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Stripers and Coastal Gamefish Stripers, Blues, Inshore tuna!

Thread: Catch & Release Mortality Reply to Thread
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Topic Review (Newest First)
03-14-2000 08:11 AM
Pete
RE:Catch & Release Mortality

Juro,

I believe that Massachusetts has more people fishing for the stripers and blues than other regions. We have a large population of people compressed into a relatively small land area (mostly focused in the eastern half). The fish are here off our large shoreline during the best months of the year (late April to mid October) so there are just more people fishing. As the fishing has improved there are more people pursuing this hobby, and people are coming here as an angling destination from outside the region. That all leads to more people fishing and catching fish, so the number of released fish (sub-legals) will be correspondingly large. It is just a function of effort IMO.

Just my take,

I have changed phone service, so I won't be getting killed on the phone bill, but thanks for the tip.

Pete
03-13-2000 11:46 AM
juro
RE:Catch & Release Mortality

Pete -

Have you tried netZero? They have local dialing support even where I live, and we just got hot and cold running water last month If so you get free access and local calling.

Anyway, thanks for visiting when you can. We need a fish doc around here. In fact, I need a witch doctor too... what happened to spring???

talk soon,
Juro
03-13-2000 08:49 AM
Pete
RE:Catch & Release Mortality

Juro and the board,

I replied to this thread under a different heading, please check that out.

One thing that I will add (after you read the other post). Is that althought there are a number of people that fish with fly gear - the majority of anglers are still fishing with conventional gear. Taking that into account the figures would seem reasonable to me. As fly fishers we may not be causing as much hooking injury as bait or lures w/treble hooks , but I've seen a few people ff'ing play fish unneccesarily to land them - causing stress as well and perhaps contributing to mortality. Those small schoolies really don't need to be brought on the reel IMO, you can just strip them in.

Juro - I'm only going for the MS degree. I am a little older than the average student, so people sometimes make the connection that I'm going for a PhD. I actually hate school, but my transcripts (length of time) would seem to indicate otherwise.

Sorry for the absence from the board. I need (still do) to focus more on my project and less on the web (it is very distracting and can become addicting - local calls (for internet) $100 for the month. Trying to explain that to my new wife was a little dicey.



Pete
03-09-2000 07:18 PM
Bob Pink
RE:Catch & Release Mortality

Sorry Juro, Mass is the bulk of the recreational catch, therefore the bulf of the rec catch & release. No data available on the % of MA fisherfolk that are strictly C&R versus "Always harvest", "Occasionaly Harvest" and "Always Poach!"
03-09-2000 09:15 AM
Lefty
RE:Catch & Release Mortality

There should be a catch and release education campaign. Ma. DFW is not progressive enough about such issues. There should be a drive to put such instructions in the "Abstrast" pamphlet. Granted, you don't need a licsence to fish for schoolies, many of these fishermen also fish freshwater. It's a starting point. It's just dumb that people are still tossing schoolies, or evan worse, stepping on them.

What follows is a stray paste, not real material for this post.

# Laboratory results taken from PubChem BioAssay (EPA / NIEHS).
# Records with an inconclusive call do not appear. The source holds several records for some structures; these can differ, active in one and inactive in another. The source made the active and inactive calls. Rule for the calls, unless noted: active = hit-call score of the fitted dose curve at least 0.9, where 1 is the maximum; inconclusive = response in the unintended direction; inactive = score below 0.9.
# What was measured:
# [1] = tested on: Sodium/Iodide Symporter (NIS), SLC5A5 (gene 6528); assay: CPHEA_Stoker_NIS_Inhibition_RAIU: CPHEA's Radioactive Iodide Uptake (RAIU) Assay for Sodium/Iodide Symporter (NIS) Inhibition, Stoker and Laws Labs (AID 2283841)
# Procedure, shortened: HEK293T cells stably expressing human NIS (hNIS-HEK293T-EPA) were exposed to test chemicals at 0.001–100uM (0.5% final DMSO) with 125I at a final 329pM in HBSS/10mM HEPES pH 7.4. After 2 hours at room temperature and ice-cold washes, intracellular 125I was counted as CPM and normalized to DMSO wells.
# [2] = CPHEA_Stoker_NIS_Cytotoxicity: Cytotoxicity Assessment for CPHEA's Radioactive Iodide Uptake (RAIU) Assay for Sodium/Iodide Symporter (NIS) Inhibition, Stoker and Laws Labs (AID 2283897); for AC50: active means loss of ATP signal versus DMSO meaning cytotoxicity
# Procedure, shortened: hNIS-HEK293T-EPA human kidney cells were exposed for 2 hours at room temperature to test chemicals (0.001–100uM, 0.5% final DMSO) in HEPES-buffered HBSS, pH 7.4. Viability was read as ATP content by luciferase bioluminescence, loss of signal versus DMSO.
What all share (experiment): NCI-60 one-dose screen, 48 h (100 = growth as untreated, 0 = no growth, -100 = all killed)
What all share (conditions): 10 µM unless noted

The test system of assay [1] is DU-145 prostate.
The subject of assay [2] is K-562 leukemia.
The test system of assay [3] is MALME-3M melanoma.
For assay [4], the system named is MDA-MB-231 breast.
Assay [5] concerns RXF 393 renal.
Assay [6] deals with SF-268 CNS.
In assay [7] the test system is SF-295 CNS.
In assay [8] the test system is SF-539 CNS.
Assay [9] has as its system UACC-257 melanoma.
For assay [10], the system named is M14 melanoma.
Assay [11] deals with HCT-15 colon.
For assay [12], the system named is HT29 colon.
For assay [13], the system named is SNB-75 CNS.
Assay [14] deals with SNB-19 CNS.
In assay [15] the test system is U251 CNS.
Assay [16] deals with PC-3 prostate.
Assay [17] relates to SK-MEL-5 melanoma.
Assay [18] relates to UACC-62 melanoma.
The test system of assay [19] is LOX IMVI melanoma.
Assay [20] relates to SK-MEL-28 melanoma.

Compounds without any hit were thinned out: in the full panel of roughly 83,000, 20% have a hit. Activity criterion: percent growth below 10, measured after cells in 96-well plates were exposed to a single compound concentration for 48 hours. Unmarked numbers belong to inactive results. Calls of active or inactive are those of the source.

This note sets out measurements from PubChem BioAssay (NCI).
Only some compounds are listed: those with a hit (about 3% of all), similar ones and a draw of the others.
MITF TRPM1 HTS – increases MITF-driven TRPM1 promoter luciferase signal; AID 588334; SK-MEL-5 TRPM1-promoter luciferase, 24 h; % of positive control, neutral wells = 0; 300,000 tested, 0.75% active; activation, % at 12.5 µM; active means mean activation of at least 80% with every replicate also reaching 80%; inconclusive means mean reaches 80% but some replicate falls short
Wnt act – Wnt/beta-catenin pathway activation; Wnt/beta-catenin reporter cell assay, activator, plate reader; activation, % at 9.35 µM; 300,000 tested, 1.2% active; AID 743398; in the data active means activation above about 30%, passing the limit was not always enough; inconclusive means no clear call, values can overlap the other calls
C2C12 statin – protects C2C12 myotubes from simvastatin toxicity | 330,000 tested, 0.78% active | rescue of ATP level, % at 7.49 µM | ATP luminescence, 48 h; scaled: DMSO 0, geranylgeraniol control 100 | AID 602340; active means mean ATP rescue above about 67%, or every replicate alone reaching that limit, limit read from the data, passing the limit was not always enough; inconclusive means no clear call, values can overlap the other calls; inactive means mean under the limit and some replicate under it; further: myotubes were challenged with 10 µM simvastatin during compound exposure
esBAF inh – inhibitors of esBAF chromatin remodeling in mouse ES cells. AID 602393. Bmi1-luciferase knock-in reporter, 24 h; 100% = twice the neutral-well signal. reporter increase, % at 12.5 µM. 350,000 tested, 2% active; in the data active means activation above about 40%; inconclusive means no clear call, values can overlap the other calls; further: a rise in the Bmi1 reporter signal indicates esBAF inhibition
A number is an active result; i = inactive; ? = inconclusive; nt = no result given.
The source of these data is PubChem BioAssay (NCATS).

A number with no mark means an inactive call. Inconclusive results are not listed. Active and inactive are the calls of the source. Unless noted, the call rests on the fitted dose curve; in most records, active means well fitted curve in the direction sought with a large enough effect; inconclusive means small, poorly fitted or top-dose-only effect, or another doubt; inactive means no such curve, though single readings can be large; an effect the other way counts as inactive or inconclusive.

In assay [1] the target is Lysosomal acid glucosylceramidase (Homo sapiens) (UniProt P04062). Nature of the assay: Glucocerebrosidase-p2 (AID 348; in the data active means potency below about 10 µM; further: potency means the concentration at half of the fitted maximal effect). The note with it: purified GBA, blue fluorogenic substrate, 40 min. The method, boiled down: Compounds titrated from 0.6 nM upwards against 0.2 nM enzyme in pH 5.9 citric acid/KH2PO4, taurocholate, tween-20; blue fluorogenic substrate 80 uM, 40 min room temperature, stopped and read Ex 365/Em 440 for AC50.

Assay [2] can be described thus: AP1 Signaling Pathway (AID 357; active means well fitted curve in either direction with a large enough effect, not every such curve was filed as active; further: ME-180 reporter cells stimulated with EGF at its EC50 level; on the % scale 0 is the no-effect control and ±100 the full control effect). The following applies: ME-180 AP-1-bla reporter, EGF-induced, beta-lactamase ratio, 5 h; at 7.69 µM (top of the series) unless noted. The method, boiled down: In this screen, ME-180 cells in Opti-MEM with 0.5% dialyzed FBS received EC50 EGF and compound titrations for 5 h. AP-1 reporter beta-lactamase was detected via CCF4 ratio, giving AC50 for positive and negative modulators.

The internet could be a valuable tool here.
BTW, 8% is a lot lower than the trout mortality numbers I used to hear about in TU. I'm surprised it's not higher than 8%. While trout are undoubtedly more fragile, that 8% must be a conservative guess.

TerryW
03-09-2000 08:11 AM
juro
RE:Catch & Release Mortality

Peter MacNeil is a fish doc but I know his PhD work is raising his sparetime mortality rate lately.

Not to come across as any kind of elitist but I gotta think that the increased rate of hook swallowing in bait vs. lure fishing is a major factor for the current mortality rate. Over the years, I grew up doing both and the difference is night and day. Even with lures, a single hook is all that's needed but people insist on two, even three barbed treble hooks on some lures. Other regions of the country require single barbless hooks for their gamefish to reduce mortality, no mystery there if you ask me.

The majority of my fishing is while standing thigh deep in the water and I agree with Bob, there's no way that nearly 10% of these fish die after my release on single barbless flies, often without even touching the fish by grabbing the fly and inverting it.

On the other hand I have seen people stepping on schoolies to wrestle the barbed trebles out of their mouths on barnacle covered rocks. Drives me crazy.

Bob -
You said MA is the bulk of C&R - is that due to the differences in regulations?
03-08-2000 09:56 PM
Bob Pink
Catch & Release Mortality

The MFC hearings provided data that they are using as part of the analysis of the striped bass stocks. One key componet of this data is an assumed 8% mortality rate for bass caught & released. Since Mass has the bulk of the recreational catch and release, the figures they assume for a bycatch mortality are astounding.

Now, I know when you release a fish you can't be certain that it's in good shape. I am certain the clowns that flip them back into the water off a moving boat (recreational or charter) might be pushing that 8% figure but I just can't accept that 8 out of every 100 fish I land are dieing because of the stress of being caught.

Any marine biologists out there who have studied this? What's your opinion?

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